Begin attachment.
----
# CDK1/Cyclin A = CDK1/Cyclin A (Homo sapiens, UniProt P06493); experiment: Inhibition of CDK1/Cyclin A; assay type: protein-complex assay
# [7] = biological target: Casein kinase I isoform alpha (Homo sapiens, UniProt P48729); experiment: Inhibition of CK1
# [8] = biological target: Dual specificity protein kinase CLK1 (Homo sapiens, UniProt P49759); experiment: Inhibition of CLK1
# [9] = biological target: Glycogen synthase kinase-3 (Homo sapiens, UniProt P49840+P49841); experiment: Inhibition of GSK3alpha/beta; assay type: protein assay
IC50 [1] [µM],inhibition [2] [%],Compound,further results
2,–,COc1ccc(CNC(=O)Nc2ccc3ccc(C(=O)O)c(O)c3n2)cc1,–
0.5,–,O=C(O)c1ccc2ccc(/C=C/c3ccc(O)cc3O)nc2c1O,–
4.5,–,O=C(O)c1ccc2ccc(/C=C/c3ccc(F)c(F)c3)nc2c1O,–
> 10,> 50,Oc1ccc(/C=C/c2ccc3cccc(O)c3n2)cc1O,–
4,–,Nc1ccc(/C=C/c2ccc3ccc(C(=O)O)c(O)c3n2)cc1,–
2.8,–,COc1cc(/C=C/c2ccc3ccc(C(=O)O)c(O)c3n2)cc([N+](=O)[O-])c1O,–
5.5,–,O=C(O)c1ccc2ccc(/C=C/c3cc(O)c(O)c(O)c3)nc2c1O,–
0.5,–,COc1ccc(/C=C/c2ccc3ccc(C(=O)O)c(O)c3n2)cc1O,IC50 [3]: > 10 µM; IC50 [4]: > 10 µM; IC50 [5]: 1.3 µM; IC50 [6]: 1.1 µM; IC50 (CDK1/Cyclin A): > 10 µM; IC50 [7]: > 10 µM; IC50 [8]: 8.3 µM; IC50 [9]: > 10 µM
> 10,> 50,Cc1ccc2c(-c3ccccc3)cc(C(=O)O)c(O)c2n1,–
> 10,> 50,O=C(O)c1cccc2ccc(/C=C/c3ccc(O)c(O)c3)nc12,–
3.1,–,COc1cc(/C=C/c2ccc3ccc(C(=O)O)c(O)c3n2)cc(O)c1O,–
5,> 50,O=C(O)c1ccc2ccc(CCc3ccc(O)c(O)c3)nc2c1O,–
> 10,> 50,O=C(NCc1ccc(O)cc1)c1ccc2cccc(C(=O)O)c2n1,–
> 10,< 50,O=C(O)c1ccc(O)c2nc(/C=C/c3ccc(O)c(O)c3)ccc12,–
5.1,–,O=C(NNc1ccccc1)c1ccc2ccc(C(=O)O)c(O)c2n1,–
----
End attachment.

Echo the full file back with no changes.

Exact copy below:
# CDK1/Cyclin A = CDK1/Cyclin A (Homo sapiens, UniProt P06493); experiment: Inhibition of CDK1/Cyclin A; assay type: protein-complex assay
# [7] = biological target: Casein kinase I isoform alpha (Homo sapiens, UniProt P48729); experiment: Inhibition of CK1
# [8] = biological target: Dual specificity protein kinase CLK1 (Homo sapiens, UniProt P49759); experiment: Inhibition of CLK1
# [9] = biological target: Glycogen synthase kinase-3 (Homo sapiens, UniProt P49840+P49841); experiment: Inhibition of GSK3alpha/beta; assay type: protein assay
IC50 [1] [µM],inhibition [2] [%],Compound,further results
2,–,COc1ccc(CNC(=O)Nc2ccc3ccc(C(=O)O)c(O)c3n2)cc1,–
0.5,–,O=C(O)c1ccc2ccc(/C=C/c3ccc(O)cc3O)nc2c1O,–
4.5,–,O=C(O)c1ccc2ccc(/C=C/c3ccc(F)c(F)c3)nc2c1O,–
> 10,> 50,Oc1ccc(/C=C/c2ccc3cccc(O)c3n2)cc1O,–
4,–,Nc1ccc(/C=C/c2ccc3ccc(C(=O)O)c(O)c3n2)cc1,–
2.8,–,COc1cc(/C=C/c2ccc3ccc(C(=O)O)c(O)c3n2)cc([N+](=O)[O-])c1O,–
5.5,–,O=C(O)c1ccc2ccc(/C=C/c3cc(O)c(O)c(O)c3)nc2c1O,–
0.5,–,COc1ccc(/C=C/c2ccc3ccc(C(=O)O)c(O)c3n2)cc1O,IC50 [3]: > 10 µM; IC50 [4]: > 10 µM; IC50 [5]: 1.3 µM; IC50 [6]: 1.1 µM; IC50 (CDK1/Cyclin A): > 10 µM; IC50 [7]: > 10 µM; IC50 [8]: 8.3 µM; IC50 [9]: > 10 µM
> 10,> 50,Cc1ccc2c(-c3ccccc3)cc(C(=O)O)c(O)c2n1,–
> 10,> 50,O=C(O)c1cccc2ccc(/C=C/c3ccc(O)c(O)c3)nc12,–
3.1,–,COc1cc(/C=C/c2ccc3ccc(C(=O)O)c(O)c3n2)cc(O)c1O,–
5,> 50,O=C(O)c1ccc2ccc(CCc3ccc(O)c(O)c3)nc2c1O,–
> 10,> 50,O=C(NCc1ccc(O)cc1)c1ccc2cccc(C(=O)O)c2n1,–
> 10,< 50,O=C(O)c1ccc(O)c2nc(/C=C/c3ccc(O)c(O)c3)ccc12,–
5.1,–,O=C(NNc1ccccc1)c1ccc2ccc(C(=O)O)c(O)c2n1,–